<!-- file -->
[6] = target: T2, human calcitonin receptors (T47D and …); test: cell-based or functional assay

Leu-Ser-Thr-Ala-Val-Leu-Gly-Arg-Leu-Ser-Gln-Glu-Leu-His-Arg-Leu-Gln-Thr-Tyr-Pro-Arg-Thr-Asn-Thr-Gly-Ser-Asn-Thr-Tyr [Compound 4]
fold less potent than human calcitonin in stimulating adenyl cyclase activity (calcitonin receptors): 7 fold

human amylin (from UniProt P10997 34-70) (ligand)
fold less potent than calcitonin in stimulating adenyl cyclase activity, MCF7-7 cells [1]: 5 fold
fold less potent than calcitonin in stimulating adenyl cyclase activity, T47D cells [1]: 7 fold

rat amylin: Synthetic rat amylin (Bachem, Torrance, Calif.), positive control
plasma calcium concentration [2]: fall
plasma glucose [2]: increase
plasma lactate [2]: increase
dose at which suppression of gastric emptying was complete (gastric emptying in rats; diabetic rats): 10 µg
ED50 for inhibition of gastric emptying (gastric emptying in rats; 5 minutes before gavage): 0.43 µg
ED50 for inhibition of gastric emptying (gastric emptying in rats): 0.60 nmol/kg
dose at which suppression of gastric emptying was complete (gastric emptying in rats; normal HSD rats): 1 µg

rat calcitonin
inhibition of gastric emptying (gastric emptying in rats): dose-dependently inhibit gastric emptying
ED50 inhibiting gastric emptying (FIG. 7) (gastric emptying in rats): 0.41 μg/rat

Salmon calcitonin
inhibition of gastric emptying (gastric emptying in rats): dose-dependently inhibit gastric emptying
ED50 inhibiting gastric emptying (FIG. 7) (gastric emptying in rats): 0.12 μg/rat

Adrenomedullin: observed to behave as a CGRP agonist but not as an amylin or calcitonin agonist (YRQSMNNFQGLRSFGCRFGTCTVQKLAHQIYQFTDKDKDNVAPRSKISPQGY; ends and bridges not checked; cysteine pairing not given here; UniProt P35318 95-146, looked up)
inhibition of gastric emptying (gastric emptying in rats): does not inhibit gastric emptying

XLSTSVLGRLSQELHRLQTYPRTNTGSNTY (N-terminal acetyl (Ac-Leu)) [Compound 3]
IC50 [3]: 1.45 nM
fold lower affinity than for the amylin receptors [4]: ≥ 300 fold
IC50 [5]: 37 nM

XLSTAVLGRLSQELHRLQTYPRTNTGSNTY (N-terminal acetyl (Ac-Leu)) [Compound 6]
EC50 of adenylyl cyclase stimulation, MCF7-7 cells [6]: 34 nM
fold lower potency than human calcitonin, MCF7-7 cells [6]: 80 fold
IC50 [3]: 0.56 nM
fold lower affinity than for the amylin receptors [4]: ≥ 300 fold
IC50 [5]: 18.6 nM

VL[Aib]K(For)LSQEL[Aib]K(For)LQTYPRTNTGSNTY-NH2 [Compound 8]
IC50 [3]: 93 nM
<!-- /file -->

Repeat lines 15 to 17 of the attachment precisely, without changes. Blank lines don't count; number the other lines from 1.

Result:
rat calcitonin
inhibition of gastric emptying (gastric emptying in rats): dose-dependently inhibit gastric emptying
ED50 inhibiting gastric emptying (FIG. 7) (gastric emptying in rats): 0.41 μg/rat